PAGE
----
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Consolidated silica glass from nanoparticles
Stockholm University, Faculty of Science, Department of Materials and Environmental Chemistry (MMK), Materials Chemistry.
Stockholm University, Faculty of Science, Department of Physical, Inorganic and Structural Chemistry, Physical Chemistry.
Stockholm University, Faculty of Science, Department of Physical, Inorganic and Structural Chemistry, Physical Chemistry.
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2008 (English)In: Journal of Solid State Chemistry, ISSN 0022-4596, E-ISSN 1095-726X, Vol. 181, no 9, 2442-2447 p.Article in journal (Refereed) Published
Abstract [en]

A dense silica glass was prepared by consolidating a highly dispersed silicic acid powder (particle size < 10 nm) with the Spark Plasma Sintering (SPS) technique. The glass was characterized by ellipsometry, transmission electron microscopy (TEM), infrared reflectance and transmittance spectroscopy, as well as by Raman, UV-Vis-NIR and solid-state nuclear magnetic resonance (NMR) spectroscopy. The prototypic sample showed a transmittance of about 63% compared to silica glass in the UV-Vis spectral range. Based on the results of infrared transmittance spectroscopy this lower transparency is due to the comparably high water content, which is about 40 times higher than that in silica glass. H-1 magic-angle spinning (MAS) NMR confirmed an increase in hydroxyl groups in tie sample prepared by SPS relative to that of the conventional SiO2 reference glass. Aside from the comparably high water content, we conclude from the similarity of the IR-reflectance and the Si-29 MAS NMR spectra of the SPS sample and the corresponding spectra of the conventionally prepared silica glass, that the short- and medium-range order is virtually the same in both materials. Raman spectroscopy, however, Suggests that the number of three- and four-membered rings is significantly smaller in the SPS sample compared to the conventionally prepared sample. Based on these results we conclude that it is possible to prepare glasses by compacting amorphous powders by the SPS process. The SPS process may therefore enable the preparation of glasses with compositions inaccessible by conventional methods.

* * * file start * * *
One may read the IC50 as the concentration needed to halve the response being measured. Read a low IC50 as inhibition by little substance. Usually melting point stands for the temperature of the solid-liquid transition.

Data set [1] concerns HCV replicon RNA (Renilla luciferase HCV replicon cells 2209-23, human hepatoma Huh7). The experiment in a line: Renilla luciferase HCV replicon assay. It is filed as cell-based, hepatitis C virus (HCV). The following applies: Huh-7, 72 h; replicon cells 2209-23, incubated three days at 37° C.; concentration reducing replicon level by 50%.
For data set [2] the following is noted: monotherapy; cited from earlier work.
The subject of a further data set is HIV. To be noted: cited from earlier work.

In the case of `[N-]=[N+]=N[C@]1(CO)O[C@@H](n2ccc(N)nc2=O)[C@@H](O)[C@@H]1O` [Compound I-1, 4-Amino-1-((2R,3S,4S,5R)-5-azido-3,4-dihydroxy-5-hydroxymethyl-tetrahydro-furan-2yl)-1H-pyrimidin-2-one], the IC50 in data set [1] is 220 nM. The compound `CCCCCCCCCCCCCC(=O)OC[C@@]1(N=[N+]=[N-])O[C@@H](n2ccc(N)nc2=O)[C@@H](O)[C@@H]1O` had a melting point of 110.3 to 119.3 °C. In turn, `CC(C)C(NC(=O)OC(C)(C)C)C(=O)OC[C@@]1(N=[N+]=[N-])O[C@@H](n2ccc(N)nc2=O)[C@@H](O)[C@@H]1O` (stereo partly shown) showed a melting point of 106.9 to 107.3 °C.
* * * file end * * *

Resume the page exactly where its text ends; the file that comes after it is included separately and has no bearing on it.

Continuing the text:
Place, publisher, year, edition, pages
2008. Vol. 181, no 9, 2442-2447 p.
Keyword [en]
Glass, Spark Plasma Sintering, ellipsometry, TEM, infrared spectroscopy, Raman spectroscopy, UV-Vis-NIR spectroscopy, NMR spectroscopy
National Category
Natural Sciences
Identifiers
URN: urn:nbn:se:su:diva-57885DOI: 10.1016/j.ssc.2008.06.011ISI: 000259415800048OAI: oai:DiVA.org:su-57885DiVA: diva2:418441
Note
authorCount :6Available from: 2011-05-23 Created: 2011-05-23 Last updated: 2017-12-11Bibliographically approved

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